Headline Clues is a new kind of word game.
Headline Clues is designed to exercise more advanced verbal and semantic thinking. The game challenges players to solve missing words in a headline.
Players are shown a headline and a short summary. One or more words in the headline are missing and players must figure out what the missing words are supposed to be. For each missing word players see the word’s first letter and the number of missing letters. Any time players are stumped, they can ask for a letter to be filled in.
For each missing word players see the word’s length, its first letter, and where it fits in the headline. The headline and short summary give the player semantic and syntactic clues. Players draw upon their sense of grammatical syntax and their comprehension of the summary to solve missing words.
At the EASY level players solve at most two missing words in each headline. They are given the first two letters of each missing word. Backend algorithms select relatively easy words to solve from among the available words in the headline. At the MODERATE level, players solve at most 3 missing words. They are given only the first letter of each word. At the POWER level, players solve 4 missing words. Backend algorithms select harder word challenges.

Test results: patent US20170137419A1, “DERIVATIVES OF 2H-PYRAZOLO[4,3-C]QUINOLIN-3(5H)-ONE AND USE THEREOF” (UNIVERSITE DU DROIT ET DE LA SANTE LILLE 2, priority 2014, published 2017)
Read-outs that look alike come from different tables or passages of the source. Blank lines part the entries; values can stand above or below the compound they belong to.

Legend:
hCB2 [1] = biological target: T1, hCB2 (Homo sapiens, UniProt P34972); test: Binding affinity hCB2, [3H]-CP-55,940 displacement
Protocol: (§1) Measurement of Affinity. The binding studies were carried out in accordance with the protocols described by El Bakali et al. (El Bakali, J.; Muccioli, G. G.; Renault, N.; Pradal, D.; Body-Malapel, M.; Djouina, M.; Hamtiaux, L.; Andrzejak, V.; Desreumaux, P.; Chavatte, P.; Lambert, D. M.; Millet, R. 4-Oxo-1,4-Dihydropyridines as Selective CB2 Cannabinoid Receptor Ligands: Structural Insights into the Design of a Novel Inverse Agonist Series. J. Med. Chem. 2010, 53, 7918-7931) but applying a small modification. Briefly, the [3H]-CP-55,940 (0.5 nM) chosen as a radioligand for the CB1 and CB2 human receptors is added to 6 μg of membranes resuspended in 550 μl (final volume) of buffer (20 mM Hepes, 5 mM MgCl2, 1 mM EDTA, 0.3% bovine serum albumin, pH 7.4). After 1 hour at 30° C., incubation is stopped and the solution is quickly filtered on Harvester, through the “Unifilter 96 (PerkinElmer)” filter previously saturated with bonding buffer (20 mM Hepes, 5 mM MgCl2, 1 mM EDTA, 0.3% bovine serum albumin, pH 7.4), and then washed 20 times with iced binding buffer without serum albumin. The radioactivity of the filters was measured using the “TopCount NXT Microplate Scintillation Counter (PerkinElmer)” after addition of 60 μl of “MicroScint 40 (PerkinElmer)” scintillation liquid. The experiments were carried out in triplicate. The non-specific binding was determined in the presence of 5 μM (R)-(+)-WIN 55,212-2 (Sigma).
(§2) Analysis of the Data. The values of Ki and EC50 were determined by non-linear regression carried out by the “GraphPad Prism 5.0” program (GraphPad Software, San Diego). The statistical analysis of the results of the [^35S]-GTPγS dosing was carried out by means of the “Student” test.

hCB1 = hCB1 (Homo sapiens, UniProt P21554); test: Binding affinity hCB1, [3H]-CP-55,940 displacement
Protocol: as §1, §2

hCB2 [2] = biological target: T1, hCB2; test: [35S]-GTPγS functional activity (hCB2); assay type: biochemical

Headline Clues uses real headlines and story summaries from today’s news on topics players select. The Headline Clues games are automatically generated, drawing headlines and summaries from any combination of RSS feed URLs. The site offering the game decides which RSS feeds to include. Players choose from available topics. Text files constructed specifically for Headline Clues can also be played by simply modifying a few lines of XML code to point the game to those files. The Headline Clues suite of backend algorithms parse the headlines and summaries to offer carefully designed challenges.
Research is underway on the cognitive benefits of playing Headline Clues.
View a 2 minute video shown at the SIGGRAPH Video Games Sandbox 2008 that describes game functionality.
The Michigan State University GEL Lab is exploring a range of applications, partnership and licensing arrangements to adopt this new technology. Please contact Carrie Heeter (firstname.lastname@example.org) for more information.